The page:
Shocking new statistics have revealed that young Australians aged 18-29 are the most likely to say they don’t care at all how their food and fibre is grown.
The 2018 National Agriculture Day Poll conducted by TEG Insights has found that almost a quarter (23 per cent) of people in this age range say they don’t care at all how their food and fibre is grown.
This figure is 8pc higher than for Australians aged 30 – 49.
The AgDay Poll is commissioned annually by the National Farmers’ Federation (NFF) to gauge the community’s connection to the farm sector.
NFF CEO Tony Mahar said the apathy displayed by 18 to 29 year olds was cause for concern.
“This is meant to be a demographic with a deep social conscience, yet almost one in four couldn’t care less how the food they put in their mouths is grown,” Mr Mahar said.
“While some might say this is a credit to the quality, safety and abundance of food and fibre we produce in Australia, it’s troubling that as a country we’re growing increasingly disconnected from life’s essentials.”
The AgDay Poll also found that more than half (52pc) of 18 – 29 year olds felt disconnected with farming and uninformed about the industry.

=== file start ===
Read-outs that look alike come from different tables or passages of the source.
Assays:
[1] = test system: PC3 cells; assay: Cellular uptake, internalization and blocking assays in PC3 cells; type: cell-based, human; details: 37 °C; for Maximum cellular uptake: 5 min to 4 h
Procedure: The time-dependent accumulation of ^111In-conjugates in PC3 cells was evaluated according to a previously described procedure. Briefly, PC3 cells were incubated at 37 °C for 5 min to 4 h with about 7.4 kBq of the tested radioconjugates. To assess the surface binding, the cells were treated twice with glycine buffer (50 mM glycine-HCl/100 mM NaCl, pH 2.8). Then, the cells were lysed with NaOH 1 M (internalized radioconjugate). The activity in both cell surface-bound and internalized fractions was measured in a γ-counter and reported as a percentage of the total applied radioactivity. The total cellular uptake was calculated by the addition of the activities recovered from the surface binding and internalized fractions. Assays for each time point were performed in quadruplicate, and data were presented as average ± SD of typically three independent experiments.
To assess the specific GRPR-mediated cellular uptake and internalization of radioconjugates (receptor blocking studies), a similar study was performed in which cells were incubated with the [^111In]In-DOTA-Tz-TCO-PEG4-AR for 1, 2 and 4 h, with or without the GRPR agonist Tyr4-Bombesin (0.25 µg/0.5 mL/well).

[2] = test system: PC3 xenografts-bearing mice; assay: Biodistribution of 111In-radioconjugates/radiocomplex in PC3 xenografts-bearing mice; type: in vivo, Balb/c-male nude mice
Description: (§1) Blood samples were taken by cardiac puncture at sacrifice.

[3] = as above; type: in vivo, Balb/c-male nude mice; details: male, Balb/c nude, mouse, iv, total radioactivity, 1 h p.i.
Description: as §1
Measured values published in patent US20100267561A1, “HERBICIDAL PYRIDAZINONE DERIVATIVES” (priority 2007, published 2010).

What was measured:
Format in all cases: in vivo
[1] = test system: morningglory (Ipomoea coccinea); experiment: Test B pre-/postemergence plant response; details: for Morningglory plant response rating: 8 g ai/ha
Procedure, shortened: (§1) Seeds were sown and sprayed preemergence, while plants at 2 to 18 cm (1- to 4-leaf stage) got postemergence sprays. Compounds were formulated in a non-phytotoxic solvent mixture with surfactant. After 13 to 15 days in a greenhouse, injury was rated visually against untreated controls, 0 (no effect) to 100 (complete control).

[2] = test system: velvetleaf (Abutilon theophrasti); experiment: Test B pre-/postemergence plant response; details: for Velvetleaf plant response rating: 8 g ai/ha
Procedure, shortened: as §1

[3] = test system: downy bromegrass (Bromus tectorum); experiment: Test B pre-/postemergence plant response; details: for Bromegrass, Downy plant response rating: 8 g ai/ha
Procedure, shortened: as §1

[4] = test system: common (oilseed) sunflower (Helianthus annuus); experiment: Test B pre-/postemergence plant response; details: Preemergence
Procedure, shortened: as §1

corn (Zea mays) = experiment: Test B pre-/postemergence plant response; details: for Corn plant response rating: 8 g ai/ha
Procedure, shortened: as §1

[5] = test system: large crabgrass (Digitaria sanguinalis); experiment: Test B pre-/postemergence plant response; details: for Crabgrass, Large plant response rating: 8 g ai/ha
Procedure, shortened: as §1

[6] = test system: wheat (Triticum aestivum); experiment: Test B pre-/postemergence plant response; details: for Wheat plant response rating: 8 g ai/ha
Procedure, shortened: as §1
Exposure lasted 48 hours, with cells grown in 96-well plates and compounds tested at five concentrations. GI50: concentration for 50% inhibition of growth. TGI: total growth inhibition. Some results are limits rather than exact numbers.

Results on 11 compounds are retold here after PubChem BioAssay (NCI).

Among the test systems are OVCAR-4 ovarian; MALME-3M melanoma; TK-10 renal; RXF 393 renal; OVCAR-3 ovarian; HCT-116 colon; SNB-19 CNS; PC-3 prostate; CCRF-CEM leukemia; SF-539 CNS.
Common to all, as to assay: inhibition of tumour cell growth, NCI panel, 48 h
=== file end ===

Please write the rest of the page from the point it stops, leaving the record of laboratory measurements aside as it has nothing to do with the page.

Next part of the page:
This is unsurprising perhaps, given 65pc had not had any contact with a single farmer in the past 12 months.
“We have to do a better job at getting in front of the community, and having an open and honest conversation about what we do,” Mr Mahar said.
“Otherwise we risk seeing generations of Australians with no understanding of where their food and fibre comes from.”
The poll findings coincide with today’s National Agriculture Day – an awareness campaign led by the NFF and supported by Fairfax Agricultural Media to highlight the farm sector’s contribution.
“This year, we’re celebrating AgDay under the theme ‘Grow for Good’,” Mr Mahar said.
“It’s all about highlighting the progress our industry is making each year by farming smarter and more sustainably.
“There is a great story to tell about Australian agriculture. Whether it’s strengthening communities by providing jobs; growing more food and fibre to meet surging demand; or taking better care of our planet – each year we’re improving what we do, and making the world a better place to live.”
The NFF is calling on all Australians to get involved in AgDay.
“We all have a role to play in helping celebrate agriculture and informing the community about what we do.
“Wear green to support our farmers and take a moment to share the ‘Grow for Good’ message on social media, using the hashtags #GrowforGood and #AgDayAU.”
Learn more about National Agriculture Day at agday.org.au